The track opens with wide-panned grungy guitars, the bass and drums pile on hard a few bars later, and then we get an earnest, plaintive vocal with nicely recorded harmonies for the verse and chorus. The lead and slide guitar parts are comparatively clean (or at least distorted in a manner that saves some articulation in the parts!), demonstrating that the solid wall of thrash that makes up the rhythm section was a deliberate choice rather than an overloaded interface or preamp.
The drums are played simply, and while the crash parts that come in at the midpoint at the song are a bit much, the rhythm definitely doesn't feel programmed or stilted; James may not be much of a drummer, but he knows his limitations, plays tastefully (most of the time), and doesn't overquantize or cut/paste his tracks together. A lot of folks could learn from this example.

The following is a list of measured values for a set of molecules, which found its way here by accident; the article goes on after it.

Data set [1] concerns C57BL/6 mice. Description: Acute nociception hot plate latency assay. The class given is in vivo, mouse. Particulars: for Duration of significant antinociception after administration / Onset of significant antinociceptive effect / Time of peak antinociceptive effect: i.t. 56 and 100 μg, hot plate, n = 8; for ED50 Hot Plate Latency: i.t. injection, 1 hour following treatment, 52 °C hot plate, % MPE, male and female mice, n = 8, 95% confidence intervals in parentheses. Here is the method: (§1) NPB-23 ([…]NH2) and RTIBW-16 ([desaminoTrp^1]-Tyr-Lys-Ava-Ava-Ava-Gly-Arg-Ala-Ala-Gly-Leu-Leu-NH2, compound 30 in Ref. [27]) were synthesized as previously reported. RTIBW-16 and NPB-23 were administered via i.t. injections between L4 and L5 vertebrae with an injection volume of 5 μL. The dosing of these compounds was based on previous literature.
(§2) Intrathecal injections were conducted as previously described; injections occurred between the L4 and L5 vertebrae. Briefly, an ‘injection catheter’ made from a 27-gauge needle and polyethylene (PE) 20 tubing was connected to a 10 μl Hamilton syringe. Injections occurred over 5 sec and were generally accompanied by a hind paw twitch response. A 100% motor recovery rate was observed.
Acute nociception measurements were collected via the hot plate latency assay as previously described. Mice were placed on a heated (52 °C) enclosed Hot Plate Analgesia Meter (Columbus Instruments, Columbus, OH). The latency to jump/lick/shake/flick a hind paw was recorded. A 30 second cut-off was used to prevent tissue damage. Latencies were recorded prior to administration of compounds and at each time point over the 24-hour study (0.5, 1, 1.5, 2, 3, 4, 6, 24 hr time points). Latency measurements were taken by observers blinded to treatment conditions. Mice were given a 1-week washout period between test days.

Suggestions: So what would we change? Our first fix would be the balance of the elements that make up the mix. All the parts are here, and from a tonality standpoint, most of them work well together... but the vocals and leads seem to be struggling to stay afloat above the unrelenting hammerblows of the rhythm guitar and bass and drums. Even something as simple as turning them all down a few dB would make the song clearer and the lyrics more intelligible.